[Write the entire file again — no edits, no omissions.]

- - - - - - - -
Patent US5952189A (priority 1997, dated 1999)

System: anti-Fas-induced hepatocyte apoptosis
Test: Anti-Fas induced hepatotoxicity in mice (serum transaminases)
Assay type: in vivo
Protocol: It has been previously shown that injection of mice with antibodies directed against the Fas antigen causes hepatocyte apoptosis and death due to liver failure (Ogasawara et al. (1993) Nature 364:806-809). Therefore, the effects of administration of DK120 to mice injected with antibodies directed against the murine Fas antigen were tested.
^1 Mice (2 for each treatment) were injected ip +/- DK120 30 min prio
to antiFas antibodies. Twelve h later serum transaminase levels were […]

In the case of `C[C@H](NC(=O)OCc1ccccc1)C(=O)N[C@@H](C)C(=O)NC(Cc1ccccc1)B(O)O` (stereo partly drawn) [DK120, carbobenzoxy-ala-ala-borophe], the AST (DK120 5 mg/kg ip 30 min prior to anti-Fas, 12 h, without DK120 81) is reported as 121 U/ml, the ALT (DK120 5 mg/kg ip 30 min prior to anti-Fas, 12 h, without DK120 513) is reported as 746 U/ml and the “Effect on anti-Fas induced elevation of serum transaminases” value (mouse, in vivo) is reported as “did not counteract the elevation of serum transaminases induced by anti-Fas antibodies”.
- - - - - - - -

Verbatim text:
Patent US5952189A (priority 1997, dated 1999)

System: anti-Fas-induced hepatocyte apoptosis
Test: Anti-Fas induced hepatotoxicity in mice (serum transaminases)
Assay type: in vivo
Protocol: It has been previously shown that injection of mice with antibodies directed against the Fas antigen causes hepatocyte apoptosis and death due to liver failure (Ogasawara et al. (1993) Nature 364:806-809). Therefore, the effects of administration of DK120 to mice injected with antibodies directed against the murine Fas antigen were tested.
^1 Mice (2 for each treatment) were injected ip +/- DK120 30 min prio
to antiFas antibodies. Twelve h later serum transaminase levels were […]

In the case of `C[C@H](NC(=O)OCc1ccccc1)C(=O)N[C@@H](C)C(=O)NC(Cc1ccccc1)B(O)O` (stereo partly drawn) [DK120, carbobenzoxy-ala-ala-borophe], the AST (DK120 5 mg/kg ip 30 min prior to anti-Fas, 12 h, without DK120 81) is reported as 121 U/ml, the ALT (DK120 5 mg/kg ip 30 min prior to anti-Fas, 12 h, without DK120 513) is reported as 746 U/ml and the “Effect on anti-Fas induced elevation of serum transaminases” value (mouse, in vivo) is reported as “did not counteract the elevation of serum transaminases induced by anti-Fas antibodies”.